If you live in a metropolis, veganism has probably become as familiar to you as police helicopters and traffic jams, but it’s a relatively new movement. On World Vegan Day we take a moment to look at the origins of this now-familiar sect of vegetarianism known for its opposition to all exploitation of animals.
To be clear, vegans do not consume meat, dairy products, eggs, honey, animal gelatin, nor any other animal-based food. The strictest also avoid products made from materials like leather, wool, fur, silk, and animal oils (found in many cosmetics). Shunning the consumption of animals goes back to ancient India and the eastern Mediterranean, where Pythagoras spoke on its behalf around 500 BCE. However, the Oxford English Dictionary cites 1839 as the earliest use of the term vegetarian.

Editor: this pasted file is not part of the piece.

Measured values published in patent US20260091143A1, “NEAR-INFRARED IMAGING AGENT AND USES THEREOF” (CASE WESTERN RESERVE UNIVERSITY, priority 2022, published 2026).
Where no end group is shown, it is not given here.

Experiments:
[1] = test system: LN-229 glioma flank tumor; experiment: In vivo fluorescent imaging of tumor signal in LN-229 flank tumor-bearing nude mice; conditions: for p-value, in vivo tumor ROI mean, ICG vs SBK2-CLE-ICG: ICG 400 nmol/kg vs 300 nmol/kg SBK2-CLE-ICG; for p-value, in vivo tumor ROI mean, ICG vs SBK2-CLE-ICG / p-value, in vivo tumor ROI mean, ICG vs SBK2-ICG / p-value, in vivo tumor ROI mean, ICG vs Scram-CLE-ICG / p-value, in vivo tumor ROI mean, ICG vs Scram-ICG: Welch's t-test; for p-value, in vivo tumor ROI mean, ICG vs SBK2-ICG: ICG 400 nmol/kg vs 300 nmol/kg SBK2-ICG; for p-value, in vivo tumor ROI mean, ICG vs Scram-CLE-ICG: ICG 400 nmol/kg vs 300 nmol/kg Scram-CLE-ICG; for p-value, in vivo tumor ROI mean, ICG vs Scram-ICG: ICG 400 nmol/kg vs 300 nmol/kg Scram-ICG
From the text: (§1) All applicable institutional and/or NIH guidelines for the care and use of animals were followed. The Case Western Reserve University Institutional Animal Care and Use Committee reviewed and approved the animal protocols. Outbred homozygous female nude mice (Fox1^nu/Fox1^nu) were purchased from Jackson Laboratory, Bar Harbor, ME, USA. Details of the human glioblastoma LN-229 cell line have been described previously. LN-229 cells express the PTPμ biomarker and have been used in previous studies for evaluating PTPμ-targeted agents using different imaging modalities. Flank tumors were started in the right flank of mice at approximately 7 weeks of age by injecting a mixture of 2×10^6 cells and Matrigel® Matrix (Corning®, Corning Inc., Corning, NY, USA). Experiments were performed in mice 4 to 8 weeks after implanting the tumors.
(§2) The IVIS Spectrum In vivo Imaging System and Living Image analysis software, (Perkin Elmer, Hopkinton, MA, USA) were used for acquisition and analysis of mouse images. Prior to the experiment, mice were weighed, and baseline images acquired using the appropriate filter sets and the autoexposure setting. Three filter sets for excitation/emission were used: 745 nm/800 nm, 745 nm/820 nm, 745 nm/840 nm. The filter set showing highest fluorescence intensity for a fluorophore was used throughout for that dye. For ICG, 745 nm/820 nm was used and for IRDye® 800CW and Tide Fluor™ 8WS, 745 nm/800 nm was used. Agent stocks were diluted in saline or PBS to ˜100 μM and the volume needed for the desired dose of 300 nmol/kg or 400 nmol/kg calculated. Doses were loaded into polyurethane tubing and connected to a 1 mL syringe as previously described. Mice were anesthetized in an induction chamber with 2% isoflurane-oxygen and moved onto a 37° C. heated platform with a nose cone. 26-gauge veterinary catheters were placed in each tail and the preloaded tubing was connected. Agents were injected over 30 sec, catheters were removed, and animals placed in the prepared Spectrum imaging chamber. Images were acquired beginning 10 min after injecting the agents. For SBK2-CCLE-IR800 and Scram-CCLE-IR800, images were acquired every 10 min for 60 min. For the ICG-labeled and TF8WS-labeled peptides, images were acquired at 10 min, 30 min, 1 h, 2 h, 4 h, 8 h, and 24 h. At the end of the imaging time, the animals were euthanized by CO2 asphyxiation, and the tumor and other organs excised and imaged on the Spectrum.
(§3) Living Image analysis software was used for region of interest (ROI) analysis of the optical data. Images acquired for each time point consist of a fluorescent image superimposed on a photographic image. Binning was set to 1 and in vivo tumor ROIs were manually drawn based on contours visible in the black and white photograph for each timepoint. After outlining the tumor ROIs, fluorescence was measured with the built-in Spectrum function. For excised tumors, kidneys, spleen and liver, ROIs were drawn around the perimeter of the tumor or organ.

The Vegan Society says that by 1909 the ethics of eating dairy products were debated inside the vegetarian movement, and it was in 1944 that Elsie Shrigley and Donald Watson organized non-dairy vegetarians in London. Watson held a meeting of just six enthusiasts who decided to create a society to support each other and help others navigate the tricky transition into a dairy-free diet. Dairyban, vitan, benevore, sanivore, and beaumangeur were all names they discussed for themselves, but ultimately chose vegan, from the first three and last two letters of vegetarian. In 1951, the movement came to officially exclude all animal products.
The first vegan society in America formed in 1948. Today, branches of the Vegan Society exist in Europe, America, Australia, Holland, Hong Kong, and Indonesia. In 2009, the Vegetarian Resource Group reported that one percent of Americans identified as vegan. If that’s true in 2011, that would put their numbers close to three million. How many do you know?